Your humble blogger agrees with Mr. Leopold that JP Morgan has shown it is too big for the regulators to police, but I disagree with his solution (which has also been championed by regulators like Dallas Fed president Richard Fisher and FDIC vice chairman Thomas Hoenig and Economists like Simon Johnson).
I disagree because the solution assumes that we know what size bank the regulators can effectively police. The history of the financial crisis doesn't suggest a specific size.
In addition, this solution focuses on size, which is a red herring argument, when the important issue is the amount of risk the bank is taking.
Your humble blogger much prefers that banks be required to provide ultra transparency and disclose on an ongoing basis their current global asset, liability and off-balance sheet exposure details.
This provides two immediate benefits.
First, ultra transparency greatly expands the resources available to the financial regulators to police each bank and the financial system. Specifically, it allows the financial regulators to tap the market's analytical ability.
For example, it allows the financial regulators to go to each bank's competitors and ask what exposures worry them the most that each of their competitor banks has.
Second, ultra transparency subjects the banks to market discipline. Specifically, this information allows market participants to link the risk that a bank is taking with the return they require for investing in the bank. It is this linkage between risk and return that allows market participants to exert discipline and restrain risk taking by the banks.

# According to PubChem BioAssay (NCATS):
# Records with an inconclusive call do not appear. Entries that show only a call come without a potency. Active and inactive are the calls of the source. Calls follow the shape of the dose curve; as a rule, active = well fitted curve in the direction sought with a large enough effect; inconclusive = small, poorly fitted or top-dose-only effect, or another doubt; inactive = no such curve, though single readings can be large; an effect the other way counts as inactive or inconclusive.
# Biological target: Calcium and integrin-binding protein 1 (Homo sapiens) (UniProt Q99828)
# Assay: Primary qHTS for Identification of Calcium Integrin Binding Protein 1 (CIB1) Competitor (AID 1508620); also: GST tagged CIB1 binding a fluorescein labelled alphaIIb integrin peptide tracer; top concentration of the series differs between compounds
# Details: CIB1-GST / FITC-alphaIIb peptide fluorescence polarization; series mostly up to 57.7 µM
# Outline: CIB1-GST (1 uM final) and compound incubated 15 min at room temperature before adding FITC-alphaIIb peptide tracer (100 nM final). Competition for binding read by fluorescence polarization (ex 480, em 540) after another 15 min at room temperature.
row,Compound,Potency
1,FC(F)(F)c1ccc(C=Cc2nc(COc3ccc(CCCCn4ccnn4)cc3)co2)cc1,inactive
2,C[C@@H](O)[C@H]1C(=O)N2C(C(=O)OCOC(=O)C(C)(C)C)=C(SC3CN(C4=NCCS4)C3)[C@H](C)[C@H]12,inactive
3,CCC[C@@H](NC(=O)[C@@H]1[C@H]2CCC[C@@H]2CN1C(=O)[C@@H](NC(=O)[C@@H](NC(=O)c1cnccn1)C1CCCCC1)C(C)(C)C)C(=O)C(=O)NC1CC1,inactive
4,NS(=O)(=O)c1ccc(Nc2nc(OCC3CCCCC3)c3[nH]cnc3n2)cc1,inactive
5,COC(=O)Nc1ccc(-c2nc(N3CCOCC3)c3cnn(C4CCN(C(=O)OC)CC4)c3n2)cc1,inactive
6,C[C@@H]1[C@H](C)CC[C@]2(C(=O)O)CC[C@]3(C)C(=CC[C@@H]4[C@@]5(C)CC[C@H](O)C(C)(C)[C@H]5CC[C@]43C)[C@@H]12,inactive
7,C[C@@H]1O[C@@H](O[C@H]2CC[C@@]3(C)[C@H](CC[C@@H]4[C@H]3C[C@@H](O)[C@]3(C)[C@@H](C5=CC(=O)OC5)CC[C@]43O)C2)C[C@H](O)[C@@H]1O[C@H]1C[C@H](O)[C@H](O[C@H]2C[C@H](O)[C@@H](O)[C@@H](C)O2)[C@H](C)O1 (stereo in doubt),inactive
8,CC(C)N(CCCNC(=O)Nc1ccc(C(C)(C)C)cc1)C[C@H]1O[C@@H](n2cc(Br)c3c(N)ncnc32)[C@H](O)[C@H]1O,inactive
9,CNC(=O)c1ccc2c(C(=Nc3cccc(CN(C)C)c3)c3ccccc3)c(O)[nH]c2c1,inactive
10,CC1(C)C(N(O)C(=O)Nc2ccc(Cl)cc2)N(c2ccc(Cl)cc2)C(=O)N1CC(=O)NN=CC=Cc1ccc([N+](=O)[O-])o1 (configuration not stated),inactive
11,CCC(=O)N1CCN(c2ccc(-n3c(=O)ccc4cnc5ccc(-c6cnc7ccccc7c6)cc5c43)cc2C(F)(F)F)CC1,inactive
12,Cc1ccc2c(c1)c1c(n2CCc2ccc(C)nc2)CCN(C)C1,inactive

Since banks are currently not subject to market discipline due to the lack of transparency, introducing market discipline is likely to put pressure on bank management to reduce the risk of the bank.
Risk reduction can take some combination of reducing the asset size of the bank and the complexity of the organization.
For example, the large banks have literally thousands of subsidiaries that are engaged in arbitraging regulations and tax laws. Market discipline will give management an incentive to close these subsidiaries.
What is nice about market discipline is that there is no argument that the banks and their lobbyists can attack over what is the right size or degree of complexity for a bank.
Market participants vote by assessing the risk of the bank using the information disclosed under ultra transparency and only investing in the bank if it offers an adequate return for this risk.
JP Morgan Chase is much too big to police. Even though there are dozens of regulators who work each day inside the big bank, the relationship depends entirely on the cooperation of the banks.
The regulators can easily be run around in circles, if the bank is intent on misleading them and hiding crucial information.
By now it should be obvious to all of us, if a big bank sees a way to make big bucks they will do so even if it breaks every law in the books.
Dodd-Frank has no chance of working.
Prosecution won't work either asAttorney General Holder made clear because the banks are viewed as too big to jail without threatening the entire global financial system.
The only rational and just option is to put JP Morgan Chase out of business. It should be broken into much smaller entities as soon as possible....